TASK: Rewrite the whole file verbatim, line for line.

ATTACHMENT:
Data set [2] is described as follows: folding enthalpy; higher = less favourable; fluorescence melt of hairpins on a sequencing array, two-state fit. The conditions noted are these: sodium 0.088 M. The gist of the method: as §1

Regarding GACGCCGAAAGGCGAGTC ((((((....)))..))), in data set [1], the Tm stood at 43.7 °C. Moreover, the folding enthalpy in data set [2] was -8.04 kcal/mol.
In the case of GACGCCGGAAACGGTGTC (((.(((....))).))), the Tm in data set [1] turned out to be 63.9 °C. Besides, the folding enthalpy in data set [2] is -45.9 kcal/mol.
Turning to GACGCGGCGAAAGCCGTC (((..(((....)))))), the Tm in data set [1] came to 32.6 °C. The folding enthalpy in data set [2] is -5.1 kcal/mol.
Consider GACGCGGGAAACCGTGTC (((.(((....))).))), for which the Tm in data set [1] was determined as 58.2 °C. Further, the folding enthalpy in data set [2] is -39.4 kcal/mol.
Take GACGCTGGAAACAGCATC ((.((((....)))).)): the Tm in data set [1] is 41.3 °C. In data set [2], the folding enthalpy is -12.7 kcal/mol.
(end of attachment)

Data set [2] is described as follows: folding enthalpy; higher = less favourable; fluorescence melt of hairpins on a sequencing array, two-state fit. The conditions noted are these: sodium 0.088 M. The gist of the method: as §1

Regarding GACGCCGAAAGGCGAGTC ((((((....)))..))), in data set [1], the Tm stood at 43.7 °C. Moreover, the folding enthalpy in data set [2] was -8.04 kcal/mol.
In the case of GACGCCGGAAACGGTGTC (((.(((....))).))), the Tm in data set [1] turned out to be 63.9 °C. Besides, the folding enthalpy in data set [2] is -45.9 kcal/mol.
Turning to GACGCGGCGAAAGCCGTC (((..(((....)))))), the Tm in data set [1] came to 32.6 °C. The folding enthalpy in data set [2] is -5.1 kcal/mol.
Consider GACGCGGGAAACCGTGTC (((.(((....))).))), for which the Tm in data set [1] was determined as 58.2 °C. Further, the folding enthalpy in data set [2] is -39.4 kcal/mol.
Take GACGCTGGAAACAGCATC ((.((((....)))).)): the Tm in data set [1] is 41.3 °C. In data set [2], the folding enthalpy is -12.7 kcal/mol.